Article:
Batman v Superman: Dawn of Justice is both the sequel to 2013's Superman reboot Man of Steel, and the origin story of the future Justice League movies uniting all the DC Comics superheroes. They will join forces eventually, as they do in comic books, but first Batman has a beef with Superman.
Can't We All Just Get Along?
Batman and Superman are both good guys. What would make two heroes fight? In this complex story, Bruce Wayne (Ben Affleck), known to fans as Batman, believes Superman (Henry Cavill) will eventually turn his power against the people of Metropolis, Bruce's home of Gotham City, and Earth at large. Wallace Keefe (Scoot McNairy), a Wayne employee, already protests Superman because Wallace lost his legs when a building Superman knocked over crushed him. When Senator Finch (Holly Hunter)'s government hearings on Superman fail, Bruce devises a way to fight Superman himself.
Superman considers cooperating with Finch. As ace reporter Clark Kent, he takes it upon himself to scold Gotham City for supporting Batman but speaking out against Superman. Rescuing Lois Lane (Amy Adams) from an ambush on a location interview only earns him more flack from Finch and Bruce. Lois herself suspects the ambush was a setup so investigates who is really behind it.
Lex Luthor (Jesse Eisenberg) has uncovered some Kryptonite, and he tries to get Finch to support using it against Superman. He's got a backup plot too, which he bribes a corrupt government official to assist. Lex also hosts a party attended by both Clark and Bruce, and a mystery woman (Gal Gadot), who is Wonder Woman. The film reveals how she ends up between Batman and Superman.
These are the people who really give Batman and Superman their strength.
- Director: Zack Snyder
- Writers: Chris Terrio and David S. Goyer
- Cast: Ben Affleck, Henry Cavill, Amy Adams, Gal Gadot, Jesse Eisenberg, Holly Hunter, Jeremy Irons, Scoot McNairy, Laurence Fishburne, Diane Lane
- Rating: PG-13
- Running Time: 151 minutes
Batman V Superman Review: Tonal Shifts
As the title suggests, Batman V Superman: Dawn of Justice is several movies in one, but even more so than one might suspect. It's not just a Batman and a Superman movie put together. It's not just their movie with a Wonder Woman movie too. It's not just superheroes. It's also an investigative journalism movie, an industrial terrorist thriller, and a political movie, and they all work.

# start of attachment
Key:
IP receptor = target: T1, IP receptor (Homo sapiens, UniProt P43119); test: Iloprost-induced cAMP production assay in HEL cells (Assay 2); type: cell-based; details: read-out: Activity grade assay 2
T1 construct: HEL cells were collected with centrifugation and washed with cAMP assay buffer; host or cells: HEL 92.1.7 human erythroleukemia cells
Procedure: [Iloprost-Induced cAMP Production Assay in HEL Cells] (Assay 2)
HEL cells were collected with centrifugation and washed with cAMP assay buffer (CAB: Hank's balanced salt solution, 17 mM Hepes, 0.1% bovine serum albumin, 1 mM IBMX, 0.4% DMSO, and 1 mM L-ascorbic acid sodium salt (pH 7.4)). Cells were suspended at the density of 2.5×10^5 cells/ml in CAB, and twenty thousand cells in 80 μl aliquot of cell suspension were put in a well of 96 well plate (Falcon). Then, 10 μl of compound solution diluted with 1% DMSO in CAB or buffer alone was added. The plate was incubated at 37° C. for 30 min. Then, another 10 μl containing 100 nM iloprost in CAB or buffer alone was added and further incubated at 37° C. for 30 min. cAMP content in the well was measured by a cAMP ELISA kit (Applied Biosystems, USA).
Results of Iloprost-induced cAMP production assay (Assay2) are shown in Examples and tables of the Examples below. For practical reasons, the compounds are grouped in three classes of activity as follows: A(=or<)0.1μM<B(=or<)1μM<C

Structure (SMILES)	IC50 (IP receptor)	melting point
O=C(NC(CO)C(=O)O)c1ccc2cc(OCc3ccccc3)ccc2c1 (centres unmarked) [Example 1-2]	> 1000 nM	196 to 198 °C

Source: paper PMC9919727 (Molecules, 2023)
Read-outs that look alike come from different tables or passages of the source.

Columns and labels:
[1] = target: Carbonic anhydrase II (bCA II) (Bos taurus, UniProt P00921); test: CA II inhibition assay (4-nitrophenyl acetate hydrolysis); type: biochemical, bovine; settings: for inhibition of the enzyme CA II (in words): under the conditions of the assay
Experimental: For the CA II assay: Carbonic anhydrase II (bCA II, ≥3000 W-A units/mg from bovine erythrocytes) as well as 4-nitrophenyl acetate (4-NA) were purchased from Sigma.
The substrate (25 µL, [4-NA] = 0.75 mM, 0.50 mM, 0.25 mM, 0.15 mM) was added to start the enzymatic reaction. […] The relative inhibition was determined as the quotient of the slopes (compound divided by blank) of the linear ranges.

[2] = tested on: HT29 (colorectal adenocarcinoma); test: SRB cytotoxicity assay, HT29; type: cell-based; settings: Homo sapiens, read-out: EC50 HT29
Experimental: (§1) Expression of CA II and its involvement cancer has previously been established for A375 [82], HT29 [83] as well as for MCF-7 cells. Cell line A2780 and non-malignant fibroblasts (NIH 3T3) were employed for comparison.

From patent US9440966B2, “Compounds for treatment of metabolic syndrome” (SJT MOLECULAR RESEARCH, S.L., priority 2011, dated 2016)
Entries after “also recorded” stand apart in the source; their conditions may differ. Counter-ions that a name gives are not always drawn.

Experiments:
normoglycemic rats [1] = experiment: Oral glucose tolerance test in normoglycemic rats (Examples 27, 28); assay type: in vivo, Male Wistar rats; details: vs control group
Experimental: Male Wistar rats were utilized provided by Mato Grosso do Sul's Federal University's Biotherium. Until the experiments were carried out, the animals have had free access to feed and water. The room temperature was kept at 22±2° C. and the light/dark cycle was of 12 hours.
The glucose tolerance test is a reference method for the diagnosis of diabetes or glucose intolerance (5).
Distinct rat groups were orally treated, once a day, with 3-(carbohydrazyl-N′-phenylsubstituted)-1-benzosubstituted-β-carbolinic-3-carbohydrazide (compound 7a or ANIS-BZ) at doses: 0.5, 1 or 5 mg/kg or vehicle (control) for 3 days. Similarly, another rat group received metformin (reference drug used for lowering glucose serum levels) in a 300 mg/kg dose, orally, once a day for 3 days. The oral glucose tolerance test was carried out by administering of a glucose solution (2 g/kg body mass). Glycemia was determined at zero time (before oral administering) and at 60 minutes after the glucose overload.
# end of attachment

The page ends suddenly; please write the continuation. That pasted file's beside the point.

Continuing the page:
It is understandable if that combination is a bit too schizophrenic for some audiences. It was for some critics. There are plenty of singular, standalone superhero movies to satisfy those needs, but what a unique, ambitious combination for Batman V Superman to pull off. Director Zack Snyder and screenwriters Chris Terrio and David S. Goyer trust that there is an audience craving this sort of sophistication. An audience today consumes so much different media, often simultaneously between phones, computers, film, and television, they are ready to absorb and process multiple elements. Richard Roeper himself, of Ebert and Roeper fame, agreed the potential for greatness only waned for practical necessities.
An experiment like this does require patience. The movie has a lot of introductions to make and a lot of investigations to explore: Lex's plan, Senator Finch's inquiry, Bruce's agenda, Clark's defense of Superman, Wallace's tragedy and even Lois's investigation. To give equal weight to all takes the first hour of the movie. The film tries to shoehorn a fight scene in there but it's really not relevant until all the dominoes are in place for the main event.
Snyder is creating an old-fashioned Hollywood epic with modern mythological characters. Back in the day, movies had so much story they needed an intermission just to get through it all! Two and a half hours of superheroes covers a lot and forces the characters to do more than just fight. Even viewers who aren't fans of these characters ought to be curious of the outcome when they all meet, let alone battle each other. Everyone has heard the names Batman, Superman and Wonder Woman even if they don't read comic books or watch superhero movies. Batman V Superman satisfies both basic and deep curiosity. It would be like putting Santa Claus against the Easter Bunny. Even if you've outgrown the holidays, you would want to see who wins.